“Creating Recovery” showcases works of CooperRiis community

Published 10:00 pm Tuesday, November 22, 2016

It’s been said that our inner work is the hardest work we’ll ever do. The path toward achieving balance, empowerment, emotional and mental well being in our lives can be slow, difficult, uneven – full of ups and downs, peaks and valleys.

Just up the road from Tryon in Mill Spring, is the CooperRiis healing community, an almost 100-acre farm where residents participate in a comprehensive recovery program that helps navigate this often challenging internal terrain by addressing the whole person – mind, body, spirit and heart.

Within the first month at CooperRiis, residents are coached to create a person-centered plan, which serves as a road map for the core goals and accomplishments they wish to achieve. By connecting to a sense of purpose through community work and responsibility for one another, with an emphasis on physical and spiritual well being, residents come to recognize that mental health recovery is not a cliché but is real and attainable.

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Located within the CooperRiis community is the art barn/woodshop, a large well-appointed facility that provides shared space, tools and materials for painting and drawing, printmaking, making pottery, dying textiles, precision woodworking, photography, vision board collage, sculpture and music. The main artistic focus is centered on individual empowerment and residents are invited to explore any medium with which to express themselves. Local artists are also welcomed and encouraged to take advantage of volunteer opportunities at CooperRiis and often conduct specialty workshops and classes.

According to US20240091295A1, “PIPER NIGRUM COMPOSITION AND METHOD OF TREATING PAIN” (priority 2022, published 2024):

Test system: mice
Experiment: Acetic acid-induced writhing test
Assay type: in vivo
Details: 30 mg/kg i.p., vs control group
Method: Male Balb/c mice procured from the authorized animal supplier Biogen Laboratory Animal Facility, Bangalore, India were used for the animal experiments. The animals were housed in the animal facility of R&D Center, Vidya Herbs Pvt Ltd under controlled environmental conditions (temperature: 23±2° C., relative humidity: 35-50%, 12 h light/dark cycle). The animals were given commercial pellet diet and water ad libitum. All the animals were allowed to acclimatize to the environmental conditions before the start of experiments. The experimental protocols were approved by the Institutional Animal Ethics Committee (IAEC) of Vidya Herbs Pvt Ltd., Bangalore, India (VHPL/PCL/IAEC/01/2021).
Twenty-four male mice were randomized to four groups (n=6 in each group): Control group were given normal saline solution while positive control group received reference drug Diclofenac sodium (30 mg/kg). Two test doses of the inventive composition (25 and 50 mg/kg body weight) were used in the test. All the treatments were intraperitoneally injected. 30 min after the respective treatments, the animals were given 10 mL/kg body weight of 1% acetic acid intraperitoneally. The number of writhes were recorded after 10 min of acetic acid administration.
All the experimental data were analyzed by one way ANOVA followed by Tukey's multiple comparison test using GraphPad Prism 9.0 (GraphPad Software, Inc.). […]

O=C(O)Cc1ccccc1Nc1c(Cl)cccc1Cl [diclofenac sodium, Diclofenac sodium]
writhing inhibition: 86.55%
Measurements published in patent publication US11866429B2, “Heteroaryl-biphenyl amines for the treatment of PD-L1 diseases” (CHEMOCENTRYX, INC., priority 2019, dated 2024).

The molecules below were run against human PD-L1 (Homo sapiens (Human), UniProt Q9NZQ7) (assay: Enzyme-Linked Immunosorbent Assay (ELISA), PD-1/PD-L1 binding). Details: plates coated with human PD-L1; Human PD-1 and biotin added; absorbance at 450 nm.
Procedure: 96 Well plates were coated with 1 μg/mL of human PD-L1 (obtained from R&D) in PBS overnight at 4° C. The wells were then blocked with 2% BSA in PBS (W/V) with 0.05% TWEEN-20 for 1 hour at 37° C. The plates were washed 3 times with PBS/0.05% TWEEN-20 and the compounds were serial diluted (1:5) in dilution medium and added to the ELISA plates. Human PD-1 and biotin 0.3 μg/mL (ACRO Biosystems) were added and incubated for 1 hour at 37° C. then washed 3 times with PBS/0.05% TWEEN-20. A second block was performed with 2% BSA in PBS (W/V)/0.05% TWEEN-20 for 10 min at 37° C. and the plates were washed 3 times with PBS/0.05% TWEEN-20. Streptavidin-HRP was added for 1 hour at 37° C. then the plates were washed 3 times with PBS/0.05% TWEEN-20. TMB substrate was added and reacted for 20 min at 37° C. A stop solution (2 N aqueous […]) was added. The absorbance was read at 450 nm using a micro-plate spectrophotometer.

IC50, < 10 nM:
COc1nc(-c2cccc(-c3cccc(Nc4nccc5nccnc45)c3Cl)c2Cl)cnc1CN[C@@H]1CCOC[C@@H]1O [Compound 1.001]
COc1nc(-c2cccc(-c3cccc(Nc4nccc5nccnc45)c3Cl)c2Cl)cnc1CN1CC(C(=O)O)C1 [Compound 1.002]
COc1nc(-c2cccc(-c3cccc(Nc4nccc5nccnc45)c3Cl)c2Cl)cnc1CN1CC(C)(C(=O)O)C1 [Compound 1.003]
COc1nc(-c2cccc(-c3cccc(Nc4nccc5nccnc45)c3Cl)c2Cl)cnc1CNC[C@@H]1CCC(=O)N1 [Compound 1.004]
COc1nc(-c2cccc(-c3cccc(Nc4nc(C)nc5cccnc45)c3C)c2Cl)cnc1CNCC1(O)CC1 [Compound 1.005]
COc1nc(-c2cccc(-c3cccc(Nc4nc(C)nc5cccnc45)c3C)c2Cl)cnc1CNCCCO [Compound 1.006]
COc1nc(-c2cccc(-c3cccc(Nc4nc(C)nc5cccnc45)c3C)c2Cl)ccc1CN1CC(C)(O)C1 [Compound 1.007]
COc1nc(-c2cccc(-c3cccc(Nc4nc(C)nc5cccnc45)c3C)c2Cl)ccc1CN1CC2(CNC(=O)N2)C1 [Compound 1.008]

Around the farm each day, residents choose to be a part of community work and service crews like the kitchen crew, which is guided by trained chefs, or horticultural therapy in the five-acre organic garden which supplies a good percentage of the fresh vegetables for the kitchen. Other CWS crews include the woodshop which builds furniture, prepares firewood and builds musical instruments such as Native American wooden flutes and African drums. There is also a farm animal team which tends to egg laying hens, wool producing sheep, alpacas, and dairy goats as well as the campus crew which beautifies the facilities.

From these life skills and group tasks, residents develop accountability to each other while learning practical knowledge combined with new passions and creative outlets. Often, with their new skill sets and talents they have honed, residents move on with a greater sense of purpose and lead more fulfilling lives as members of larger communities.

Please join us, Saturday, Dec. 10, for an opening reception at Upstairs Artspace in Tryon from 5-9 p.m. as the CooperRiis healing community celebrates our 2016 exhibition, “Creating Recovery.”

– article submitted by Vaughn Loeffler